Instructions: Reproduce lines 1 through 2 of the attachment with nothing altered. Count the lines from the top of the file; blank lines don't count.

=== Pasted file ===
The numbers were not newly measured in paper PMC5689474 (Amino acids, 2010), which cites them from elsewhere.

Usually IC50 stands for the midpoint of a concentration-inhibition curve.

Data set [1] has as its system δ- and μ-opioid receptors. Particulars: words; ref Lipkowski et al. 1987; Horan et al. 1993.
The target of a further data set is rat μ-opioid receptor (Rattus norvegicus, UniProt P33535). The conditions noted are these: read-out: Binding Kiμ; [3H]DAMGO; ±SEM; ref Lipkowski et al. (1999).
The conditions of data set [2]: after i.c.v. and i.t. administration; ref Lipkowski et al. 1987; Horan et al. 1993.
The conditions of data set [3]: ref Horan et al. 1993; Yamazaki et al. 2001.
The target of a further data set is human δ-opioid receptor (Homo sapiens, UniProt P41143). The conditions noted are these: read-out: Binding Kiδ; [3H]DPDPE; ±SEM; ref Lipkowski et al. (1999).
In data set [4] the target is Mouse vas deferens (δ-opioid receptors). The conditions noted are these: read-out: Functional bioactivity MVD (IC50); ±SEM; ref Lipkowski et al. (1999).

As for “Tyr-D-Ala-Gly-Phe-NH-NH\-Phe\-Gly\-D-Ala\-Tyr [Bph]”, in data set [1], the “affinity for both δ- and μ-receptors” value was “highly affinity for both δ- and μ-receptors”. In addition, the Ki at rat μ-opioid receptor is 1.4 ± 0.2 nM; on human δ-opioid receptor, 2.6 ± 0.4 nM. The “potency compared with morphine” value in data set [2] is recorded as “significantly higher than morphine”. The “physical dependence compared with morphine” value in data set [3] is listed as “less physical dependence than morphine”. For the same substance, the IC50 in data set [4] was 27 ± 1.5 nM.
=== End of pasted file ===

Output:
The numbers were not newly measured in paper PMC5689474 (Amino acids, 2010), which cites them from elsewhere.

Usually IC50 stands for the midpoint of a concentration-inhibition curve.